Nir Barkat slams zoning authority for proposal to destroy park that houses one of Israel’s largest concentration of gazelles
By Avi Lewis [Published June-2015]
The housing cabinet, chaired by Finance Minister Moshe Kahlon, announced Monday that the Mitzpeh Naftoah nature park will be slated as a “priority area” for construction of new housing units.
The motion received the blessing of Environmental Protection Minister Avi Gabai, a member of Kahlon’s Kulanu party, Hebrew media reported.
Blueprints for the new neighborhood in the Jerusalem forest, just south of Ramot, were drawn up by the Israel Lands Authority — allegedly under the nose of Barkat and the Jerusalem city council.
“It’s not clear to me why the Israel Lands Authority chose to thumb its nose so crudely at the municipality’s policy,” Barkat wrote Monday in a Facebook post.
“Mitzpeh Naftoah is one of the principal green lungs of the city — which according to experts, contains one of the unique natural sites in the world in terms of its wealth of biodiversity, including a wide range of local wildlife, such as the largest herd of gazelles in the Judean Hills and other animals — now in danger of extinction,” he said.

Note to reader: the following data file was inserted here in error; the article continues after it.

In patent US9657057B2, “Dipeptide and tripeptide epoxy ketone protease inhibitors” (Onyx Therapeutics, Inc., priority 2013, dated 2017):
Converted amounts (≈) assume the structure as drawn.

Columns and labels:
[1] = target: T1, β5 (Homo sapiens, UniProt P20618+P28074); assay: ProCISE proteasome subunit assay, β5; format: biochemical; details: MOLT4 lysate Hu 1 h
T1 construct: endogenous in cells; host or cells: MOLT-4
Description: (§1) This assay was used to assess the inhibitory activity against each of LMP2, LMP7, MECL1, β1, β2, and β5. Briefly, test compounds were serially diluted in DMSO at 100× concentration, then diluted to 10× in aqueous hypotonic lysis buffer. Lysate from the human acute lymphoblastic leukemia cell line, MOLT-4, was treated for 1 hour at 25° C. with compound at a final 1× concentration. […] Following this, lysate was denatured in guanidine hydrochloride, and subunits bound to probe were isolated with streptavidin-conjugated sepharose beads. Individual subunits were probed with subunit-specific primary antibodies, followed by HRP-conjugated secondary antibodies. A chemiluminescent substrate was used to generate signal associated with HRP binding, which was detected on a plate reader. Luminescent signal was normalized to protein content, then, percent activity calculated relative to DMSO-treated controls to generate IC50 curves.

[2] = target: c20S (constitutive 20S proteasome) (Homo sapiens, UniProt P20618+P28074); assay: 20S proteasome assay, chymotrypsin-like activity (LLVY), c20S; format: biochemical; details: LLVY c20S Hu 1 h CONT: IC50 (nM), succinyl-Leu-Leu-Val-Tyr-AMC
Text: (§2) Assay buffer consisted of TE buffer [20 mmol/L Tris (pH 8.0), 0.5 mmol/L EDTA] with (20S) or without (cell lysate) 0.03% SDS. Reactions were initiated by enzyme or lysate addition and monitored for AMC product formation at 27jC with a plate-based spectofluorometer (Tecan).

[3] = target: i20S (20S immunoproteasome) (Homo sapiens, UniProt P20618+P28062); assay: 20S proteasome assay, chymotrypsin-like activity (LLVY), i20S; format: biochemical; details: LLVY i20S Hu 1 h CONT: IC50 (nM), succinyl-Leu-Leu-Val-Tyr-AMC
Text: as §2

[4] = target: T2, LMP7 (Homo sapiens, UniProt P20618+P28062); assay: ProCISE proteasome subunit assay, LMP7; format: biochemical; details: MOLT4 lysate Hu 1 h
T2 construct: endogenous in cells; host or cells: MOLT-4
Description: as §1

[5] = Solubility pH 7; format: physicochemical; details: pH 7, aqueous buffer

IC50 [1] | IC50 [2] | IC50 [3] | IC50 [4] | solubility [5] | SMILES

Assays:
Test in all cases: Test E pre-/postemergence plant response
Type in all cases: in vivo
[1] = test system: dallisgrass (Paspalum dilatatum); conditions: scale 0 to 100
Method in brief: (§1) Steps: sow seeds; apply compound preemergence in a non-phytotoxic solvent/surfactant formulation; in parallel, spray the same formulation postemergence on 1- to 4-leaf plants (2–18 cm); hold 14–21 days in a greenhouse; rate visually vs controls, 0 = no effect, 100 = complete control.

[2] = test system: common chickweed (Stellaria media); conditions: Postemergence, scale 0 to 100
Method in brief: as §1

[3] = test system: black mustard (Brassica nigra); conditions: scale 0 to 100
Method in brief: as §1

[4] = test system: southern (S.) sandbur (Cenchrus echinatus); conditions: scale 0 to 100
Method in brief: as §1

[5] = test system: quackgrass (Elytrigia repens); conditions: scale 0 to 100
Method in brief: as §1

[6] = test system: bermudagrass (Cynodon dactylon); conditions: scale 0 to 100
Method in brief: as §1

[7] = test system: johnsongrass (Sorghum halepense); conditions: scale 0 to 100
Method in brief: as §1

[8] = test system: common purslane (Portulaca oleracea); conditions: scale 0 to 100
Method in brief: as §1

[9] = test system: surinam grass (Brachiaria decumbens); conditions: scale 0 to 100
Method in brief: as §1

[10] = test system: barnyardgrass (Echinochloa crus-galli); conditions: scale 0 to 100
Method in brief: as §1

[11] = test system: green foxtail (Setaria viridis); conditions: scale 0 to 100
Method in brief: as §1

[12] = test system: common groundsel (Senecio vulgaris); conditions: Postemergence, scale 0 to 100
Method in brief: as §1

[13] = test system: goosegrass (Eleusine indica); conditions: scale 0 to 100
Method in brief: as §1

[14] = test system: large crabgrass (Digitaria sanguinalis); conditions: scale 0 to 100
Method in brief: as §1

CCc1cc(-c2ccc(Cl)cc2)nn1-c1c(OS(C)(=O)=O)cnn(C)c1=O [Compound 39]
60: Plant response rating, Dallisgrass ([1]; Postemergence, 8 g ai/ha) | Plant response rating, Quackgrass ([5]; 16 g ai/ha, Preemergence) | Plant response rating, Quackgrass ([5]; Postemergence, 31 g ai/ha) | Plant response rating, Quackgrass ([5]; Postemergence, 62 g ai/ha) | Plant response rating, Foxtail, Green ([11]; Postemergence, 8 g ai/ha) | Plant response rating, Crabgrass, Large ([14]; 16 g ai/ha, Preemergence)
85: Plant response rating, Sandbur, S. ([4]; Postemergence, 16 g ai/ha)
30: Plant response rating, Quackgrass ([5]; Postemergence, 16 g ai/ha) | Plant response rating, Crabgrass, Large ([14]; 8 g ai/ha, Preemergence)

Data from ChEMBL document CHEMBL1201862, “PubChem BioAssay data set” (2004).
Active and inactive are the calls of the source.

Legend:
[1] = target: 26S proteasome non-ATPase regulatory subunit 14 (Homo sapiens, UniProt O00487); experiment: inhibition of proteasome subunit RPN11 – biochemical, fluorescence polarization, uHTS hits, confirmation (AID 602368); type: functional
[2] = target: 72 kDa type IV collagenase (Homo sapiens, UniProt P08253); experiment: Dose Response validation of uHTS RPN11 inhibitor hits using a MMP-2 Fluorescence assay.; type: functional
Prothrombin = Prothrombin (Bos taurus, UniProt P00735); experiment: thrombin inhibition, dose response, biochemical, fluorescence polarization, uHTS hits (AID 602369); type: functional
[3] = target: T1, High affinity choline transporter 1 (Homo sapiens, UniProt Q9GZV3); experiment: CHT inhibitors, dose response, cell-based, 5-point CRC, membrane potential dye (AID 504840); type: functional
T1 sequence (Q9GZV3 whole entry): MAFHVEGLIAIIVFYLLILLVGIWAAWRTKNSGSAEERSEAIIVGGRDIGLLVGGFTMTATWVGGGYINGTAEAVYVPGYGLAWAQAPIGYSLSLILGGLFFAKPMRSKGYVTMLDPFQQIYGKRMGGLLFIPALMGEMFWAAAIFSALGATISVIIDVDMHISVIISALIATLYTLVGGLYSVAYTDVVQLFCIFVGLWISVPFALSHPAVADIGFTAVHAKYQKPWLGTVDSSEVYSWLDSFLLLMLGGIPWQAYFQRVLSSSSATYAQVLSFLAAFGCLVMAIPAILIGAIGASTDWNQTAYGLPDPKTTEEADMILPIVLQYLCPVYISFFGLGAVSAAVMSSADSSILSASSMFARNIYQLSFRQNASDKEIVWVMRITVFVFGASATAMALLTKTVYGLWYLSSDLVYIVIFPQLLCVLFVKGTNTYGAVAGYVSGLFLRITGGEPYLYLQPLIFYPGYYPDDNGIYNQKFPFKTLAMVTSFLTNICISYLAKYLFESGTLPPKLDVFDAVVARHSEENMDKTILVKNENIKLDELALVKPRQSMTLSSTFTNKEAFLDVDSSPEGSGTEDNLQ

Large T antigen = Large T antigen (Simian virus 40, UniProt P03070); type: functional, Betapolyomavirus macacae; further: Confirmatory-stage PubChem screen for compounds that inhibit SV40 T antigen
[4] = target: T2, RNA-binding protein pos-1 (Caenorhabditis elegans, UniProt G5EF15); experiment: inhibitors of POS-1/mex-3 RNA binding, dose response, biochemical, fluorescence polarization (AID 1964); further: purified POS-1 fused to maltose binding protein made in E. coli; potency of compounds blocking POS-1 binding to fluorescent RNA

“I won’t allow them to revive construction plans in west Jerusalem that will bring serious harm to the city and the destruction of its green areas,” he said.
Barkat has been at loggerheads with Prime Minister Benjamin Netanyahu over the prime minister’s appointment of a Jerusalem affairs minister — Ze’ev Elkin — despite a preelection promise to not do so.
“I’m troubled that narrow political considerations will bring about both a waste of public funds and more unnecessary bureaucracy that will make the work of the government and the municipality in developing and advancing Jerusalem more difficult,” Barkat said in a statement when Elkin’s appointment was announced on May 26.
In the March election, Kahlon campaigned on a housing and social reforms bill, vowing to build thousands of new units to curb skyrocketing real estate prices.
Before the bulldozers move in, construction plans must receive authorization from a government planning committee.
Environmental groups and residents of the Ramot neighborhood came out strongly against the scheme, citing landscape, recreational and environmental issues.
“One thousand five hundred species of plants exist in England, and here, squeezed in an area of 60 hectares, there are 500 species of plants. Nowhere in the world is there such a rich biodiversity packed in an area so dense,” Professor Alon Tal, of the Jewish National Fund, told the Walla news site.
“One hundred species of birds and a rich variety of animals [live in the park], some of which are threatened with extinction. It’s also one of the final remaining vantage points where one can get a glimpse of the scenery of [Jerusalem as it existed at the time of the biblical kings] David and Solomon. It also contains archaeological remains and remnants of ancient agricultural,” he said.
“The tragedy is that [they’re doing it]… to try and lower the price of housing, but there are other alternatives to such an exceptional site”, he said.
Source: Times of Israel
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